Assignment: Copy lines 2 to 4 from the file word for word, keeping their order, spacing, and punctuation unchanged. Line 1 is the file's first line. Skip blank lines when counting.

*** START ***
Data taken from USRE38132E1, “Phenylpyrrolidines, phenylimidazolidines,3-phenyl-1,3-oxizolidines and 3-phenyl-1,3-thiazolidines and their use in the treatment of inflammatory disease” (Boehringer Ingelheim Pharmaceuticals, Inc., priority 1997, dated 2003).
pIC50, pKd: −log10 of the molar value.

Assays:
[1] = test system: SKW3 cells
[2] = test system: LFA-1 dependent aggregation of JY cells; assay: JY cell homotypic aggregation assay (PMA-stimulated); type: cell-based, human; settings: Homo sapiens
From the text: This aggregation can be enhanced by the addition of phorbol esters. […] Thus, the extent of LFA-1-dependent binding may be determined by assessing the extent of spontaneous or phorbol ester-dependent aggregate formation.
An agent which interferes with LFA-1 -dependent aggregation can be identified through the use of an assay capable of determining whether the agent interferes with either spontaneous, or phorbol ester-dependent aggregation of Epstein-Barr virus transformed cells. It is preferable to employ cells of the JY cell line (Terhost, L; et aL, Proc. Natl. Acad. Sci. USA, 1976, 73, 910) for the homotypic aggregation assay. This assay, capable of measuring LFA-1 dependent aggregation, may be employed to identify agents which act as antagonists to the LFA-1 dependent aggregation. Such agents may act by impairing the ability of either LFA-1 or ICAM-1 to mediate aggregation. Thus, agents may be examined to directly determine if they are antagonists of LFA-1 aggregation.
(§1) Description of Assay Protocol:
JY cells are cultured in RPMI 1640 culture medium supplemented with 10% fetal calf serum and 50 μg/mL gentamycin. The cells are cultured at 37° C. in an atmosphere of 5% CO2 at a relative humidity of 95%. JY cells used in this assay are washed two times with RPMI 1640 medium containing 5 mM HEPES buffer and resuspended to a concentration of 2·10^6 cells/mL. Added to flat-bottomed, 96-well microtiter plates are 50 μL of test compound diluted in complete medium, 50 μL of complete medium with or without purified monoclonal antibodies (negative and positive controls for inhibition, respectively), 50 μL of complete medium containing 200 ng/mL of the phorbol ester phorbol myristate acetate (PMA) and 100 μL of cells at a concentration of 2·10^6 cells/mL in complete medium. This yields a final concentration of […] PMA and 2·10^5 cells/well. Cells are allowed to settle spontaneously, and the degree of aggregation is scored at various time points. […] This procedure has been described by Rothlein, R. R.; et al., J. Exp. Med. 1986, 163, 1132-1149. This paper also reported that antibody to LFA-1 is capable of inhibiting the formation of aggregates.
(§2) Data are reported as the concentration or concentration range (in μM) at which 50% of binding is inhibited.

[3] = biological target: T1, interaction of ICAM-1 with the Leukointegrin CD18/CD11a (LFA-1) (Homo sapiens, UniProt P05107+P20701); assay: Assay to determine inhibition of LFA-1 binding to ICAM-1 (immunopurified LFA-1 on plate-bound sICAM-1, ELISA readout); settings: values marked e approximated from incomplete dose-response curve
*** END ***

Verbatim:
pIC50, pKd: −log10 of the molar value.

Assays:
[1] = test system: SKW3 cells